At Success Academy Union Square, a charter school in Manhattan, parents dropping off kindergartners one frigid morning include a radiologist with a Louis Vuitton bag slung over one shoulder and a fashion designer married to an investment banker. Some arrive in taxis.
Four of every 10 students at the school are poor enough to qualify for the federal lunch program, about half the New York City average. “This is a mixed-income school, which makes me happy,” said Paola Zalkind, Union Square’s principal, who greets each child with a handshake.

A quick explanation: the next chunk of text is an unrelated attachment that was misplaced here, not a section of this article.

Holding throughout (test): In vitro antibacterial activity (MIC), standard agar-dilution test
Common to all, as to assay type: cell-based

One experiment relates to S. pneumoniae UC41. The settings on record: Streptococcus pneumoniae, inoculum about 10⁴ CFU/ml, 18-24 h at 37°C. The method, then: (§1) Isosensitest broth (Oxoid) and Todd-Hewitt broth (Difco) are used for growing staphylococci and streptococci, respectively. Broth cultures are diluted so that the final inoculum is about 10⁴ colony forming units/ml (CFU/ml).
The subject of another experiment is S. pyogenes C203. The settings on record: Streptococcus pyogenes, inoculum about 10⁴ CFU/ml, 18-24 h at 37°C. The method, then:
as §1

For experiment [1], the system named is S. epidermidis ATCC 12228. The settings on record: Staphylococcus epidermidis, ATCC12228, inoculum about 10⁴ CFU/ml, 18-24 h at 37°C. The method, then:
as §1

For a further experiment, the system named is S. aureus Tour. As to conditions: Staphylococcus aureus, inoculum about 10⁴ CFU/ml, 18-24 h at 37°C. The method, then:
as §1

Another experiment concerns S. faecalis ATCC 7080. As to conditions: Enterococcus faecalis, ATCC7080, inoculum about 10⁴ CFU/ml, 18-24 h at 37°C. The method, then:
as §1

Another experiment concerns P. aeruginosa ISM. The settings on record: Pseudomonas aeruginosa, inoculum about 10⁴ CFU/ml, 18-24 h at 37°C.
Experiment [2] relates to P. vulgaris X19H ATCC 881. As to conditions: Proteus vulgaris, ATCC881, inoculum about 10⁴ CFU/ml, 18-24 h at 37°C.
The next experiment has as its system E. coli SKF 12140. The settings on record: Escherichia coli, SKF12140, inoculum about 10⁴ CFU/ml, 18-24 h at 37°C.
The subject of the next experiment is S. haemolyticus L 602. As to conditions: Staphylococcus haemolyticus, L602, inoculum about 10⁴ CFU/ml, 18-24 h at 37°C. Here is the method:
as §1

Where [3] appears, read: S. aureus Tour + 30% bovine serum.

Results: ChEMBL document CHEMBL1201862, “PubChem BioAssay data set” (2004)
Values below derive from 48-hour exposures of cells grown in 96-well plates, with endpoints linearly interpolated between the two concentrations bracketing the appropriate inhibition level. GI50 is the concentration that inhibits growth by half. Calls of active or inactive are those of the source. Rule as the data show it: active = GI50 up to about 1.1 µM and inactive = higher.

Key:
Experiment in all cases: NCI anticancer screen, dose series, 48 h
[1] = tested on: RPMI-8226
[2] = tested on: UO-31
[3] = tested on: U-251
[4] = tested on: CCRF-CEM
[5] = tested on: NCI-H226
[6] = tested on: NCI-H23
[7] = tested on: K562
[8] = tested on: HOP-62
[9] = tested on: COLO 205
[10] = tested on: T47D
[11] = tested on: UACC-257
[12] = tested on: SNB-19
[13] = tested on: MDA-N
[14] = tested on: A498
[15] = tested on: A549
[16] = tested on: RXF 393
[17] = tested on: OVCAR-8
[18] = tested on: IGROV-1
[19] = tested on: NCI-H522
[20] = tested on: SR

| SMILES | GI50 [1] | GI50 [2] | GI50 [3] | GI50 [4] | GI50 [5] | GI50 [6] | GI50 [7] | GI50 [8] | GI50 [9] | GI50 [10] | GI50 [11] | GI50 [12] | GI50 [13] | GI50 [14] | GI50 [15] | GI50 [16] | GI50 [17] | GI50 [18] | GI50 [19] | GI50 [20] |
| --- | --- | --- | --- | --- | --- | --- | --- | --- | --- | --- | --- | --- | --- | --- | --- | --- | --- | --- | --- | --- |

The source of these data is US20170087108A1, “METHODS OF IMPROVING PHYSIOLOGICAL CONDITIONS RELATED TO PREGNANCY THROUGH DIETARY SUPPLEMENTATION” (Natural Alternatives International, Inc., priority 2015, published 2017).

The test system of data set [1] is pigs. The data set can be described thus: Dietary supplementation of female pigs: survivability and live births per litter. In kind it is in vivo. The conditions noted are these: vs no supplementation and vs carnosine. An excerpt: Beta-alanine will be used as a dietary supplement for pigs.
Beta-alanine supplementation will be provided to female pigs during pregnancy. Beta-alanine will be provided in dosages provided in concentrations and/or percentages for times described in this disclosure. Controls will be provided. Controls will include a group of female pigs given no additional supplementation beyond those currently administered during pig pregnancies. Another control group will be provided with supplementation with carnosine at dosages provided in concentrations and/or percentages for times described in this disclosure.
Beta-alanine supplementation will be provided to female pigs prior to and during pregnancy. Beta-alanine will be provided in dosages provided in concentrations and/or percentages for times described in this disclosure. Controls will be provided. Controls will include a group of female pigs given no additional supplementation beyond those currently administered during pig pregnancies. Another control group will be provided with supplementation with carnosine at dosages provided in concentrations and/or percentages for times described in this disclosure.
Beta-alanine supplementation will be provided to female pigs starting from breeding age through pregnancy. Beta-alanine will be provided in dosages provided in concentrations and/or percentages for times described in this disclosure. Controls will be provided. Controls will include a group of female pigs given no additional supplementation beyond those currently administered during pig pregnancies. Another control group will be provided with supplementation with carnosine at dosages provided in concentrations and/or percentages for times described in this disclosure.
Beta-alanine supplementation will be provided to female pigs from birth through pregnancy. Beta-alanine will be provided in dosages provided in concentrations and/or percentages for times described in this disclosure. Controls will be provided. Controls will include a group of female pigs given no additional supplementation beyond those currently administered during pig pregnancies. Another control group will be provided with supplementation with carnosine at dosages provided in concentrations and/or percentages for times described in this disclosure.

New York state law requires charter schools -- publicly funded but privately run -- to improve student achievement, especially among those “at risk of academic failure.” Still, Success Academy, the nonprofit that is the city’s biggest charter chain, is opening schools in wealthier neighborhoods like Union Square, where the median household income was $103,198 in 2012, about twice the city median, according to U.S. Census Bureau data.